Greater Glasgow and Clyde Medicines

Updated Guideline - Treatment of IDA

UPDATED GUIDELINE: Treatment of Iron Deficiency Anaemia: Oral and IV Iron Therapy 

An updated GGC guideline on the Treatment of Iron Deficiency Anaemia (IDA) is now available here.

The following changes have been made to the content:

  • Hypophosphataemia added as a caution to IV iron therapy (Ferinject® only)
  • Prescribing information for Monofer® updated for patients with body weight <50kg
  • Treatment decision tool updated to select an IV iron product which requires the least number of infusions.

An abbreviated version of this guideline is now also available in the Therapeutics Handbook here.

The main guideline is intended for use in adult patients in acute and primary care settings. The following clinical situations are not covered: pregnancy, postpartum anaemia, surgery/trauma, paediatrics (<16 years) and patients with chronic kidney disease stages 4-5.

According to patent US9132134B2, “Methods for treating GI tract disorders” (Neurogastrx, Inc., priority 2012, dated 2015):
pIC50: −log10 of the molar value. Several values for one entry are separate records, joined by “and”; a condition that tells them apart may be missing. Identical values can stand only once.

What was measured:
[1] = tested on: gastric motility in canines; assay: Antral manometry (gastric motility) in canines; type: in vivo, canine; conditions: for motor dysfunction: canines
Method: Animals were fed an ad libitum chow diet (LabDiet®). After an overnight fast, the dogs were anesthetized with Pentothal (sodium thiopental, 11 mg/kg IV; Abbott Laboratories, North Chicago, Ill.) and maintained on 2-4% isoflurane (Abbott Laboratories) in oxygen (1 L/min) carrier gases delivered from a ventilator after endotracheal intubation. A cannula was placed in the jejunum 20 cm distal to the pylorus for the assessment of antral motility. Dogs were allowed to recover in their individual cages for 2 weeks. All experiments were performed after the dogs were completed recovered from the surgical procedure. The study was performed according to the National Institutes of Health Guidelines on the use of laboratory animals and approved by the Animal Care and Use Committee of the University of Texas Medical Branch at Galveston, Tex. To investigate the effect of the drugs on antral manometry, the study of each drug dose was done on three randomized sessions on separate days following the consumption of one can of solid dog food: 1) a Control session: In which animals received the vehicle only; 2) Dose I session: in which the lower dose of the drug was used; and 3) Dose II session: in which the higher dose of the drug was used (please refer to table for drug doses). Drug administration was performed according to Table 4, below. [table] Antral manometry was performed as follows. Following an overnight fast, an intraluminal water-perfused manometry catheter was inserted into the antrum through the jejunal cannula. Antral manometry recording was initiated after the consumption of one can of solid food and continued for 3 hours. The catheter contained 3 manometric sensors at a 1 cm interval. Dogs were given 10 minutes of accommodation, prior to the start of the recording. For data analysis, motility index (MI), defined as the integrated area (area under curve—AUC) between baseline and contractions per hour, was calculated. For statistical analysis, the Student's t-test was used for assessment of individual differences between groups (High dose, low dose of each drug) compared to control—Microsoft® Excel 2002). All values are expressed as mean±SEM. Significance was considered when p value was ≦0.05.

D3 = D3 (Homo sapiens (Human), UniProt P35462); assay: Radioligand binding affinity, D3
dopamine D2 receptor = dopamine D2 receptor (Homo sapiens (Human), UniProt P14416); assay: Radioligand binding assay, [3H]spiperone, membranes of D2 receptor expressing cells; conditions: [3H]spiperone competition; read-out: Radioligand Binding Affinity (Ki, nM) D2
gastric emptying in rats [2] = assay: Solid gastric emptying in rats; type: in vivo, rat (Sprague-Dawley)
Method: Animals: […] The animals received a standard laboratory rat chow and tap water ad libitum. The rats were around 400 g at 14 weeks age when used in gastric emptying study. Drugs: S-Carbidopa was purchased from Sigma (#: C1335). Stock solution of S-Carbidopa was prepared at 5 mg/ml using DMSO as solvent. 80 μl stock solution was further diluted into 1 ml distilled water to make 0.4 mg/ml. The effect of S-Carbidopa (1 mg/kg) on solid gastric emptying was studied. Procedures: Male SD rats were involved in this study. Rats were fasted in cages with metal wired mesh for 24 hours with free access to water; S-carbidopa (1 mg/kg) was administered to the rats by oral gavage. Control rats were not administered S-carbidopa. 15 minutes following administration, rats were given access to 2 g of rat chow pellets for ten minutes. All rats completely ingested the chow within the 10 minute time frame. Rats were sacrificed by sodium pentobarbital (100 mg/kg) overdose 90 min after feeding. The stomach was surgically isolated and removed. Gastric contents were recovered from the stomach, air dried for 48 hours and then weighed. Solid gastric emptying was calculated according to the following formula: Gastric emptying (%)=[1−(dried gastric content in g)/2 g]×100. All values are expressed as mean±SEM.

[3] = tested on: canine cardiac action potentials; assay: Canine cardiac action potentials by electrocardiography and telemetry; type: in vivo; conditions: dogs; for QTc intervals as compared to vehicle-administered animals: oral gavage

The guideline includes information on:

  • How to diagnose IDA
  • Treatment with oral iron therapy
  • Treatment with intravenous (IV) iron therapy
  • How to monitor response to treatment.

In addition, a number of appendices are included. These provide information on two IV iron products, Ferinject® (ferric carboxymaltose) and Monofer® (iron isomaltoside 1000):

  • How to prescribe and administer by IV infusion
  • A checklist to use pre-infusion, during and post-infusion
  • A patient /relative information leaflet.

Key messages in the management of IDA:

  • Oral iron is the first line treatment of choice
  • Investigations to determine the underlying cause should be considered in parallel with treatment
  • IV iron should be reserved as a last resort.

A series of blog articles relating to this guideline are available:

Diagnosis of IDA - Iron Studies
Treatment of IDA – Oral Iron Therapy
Treatment of IDA - IV iron therapy


Originally published 21/01/19 and updated 07/12/2020. Links updated 08/03/2022.

Medicines Update blogs are correct at the time of publication.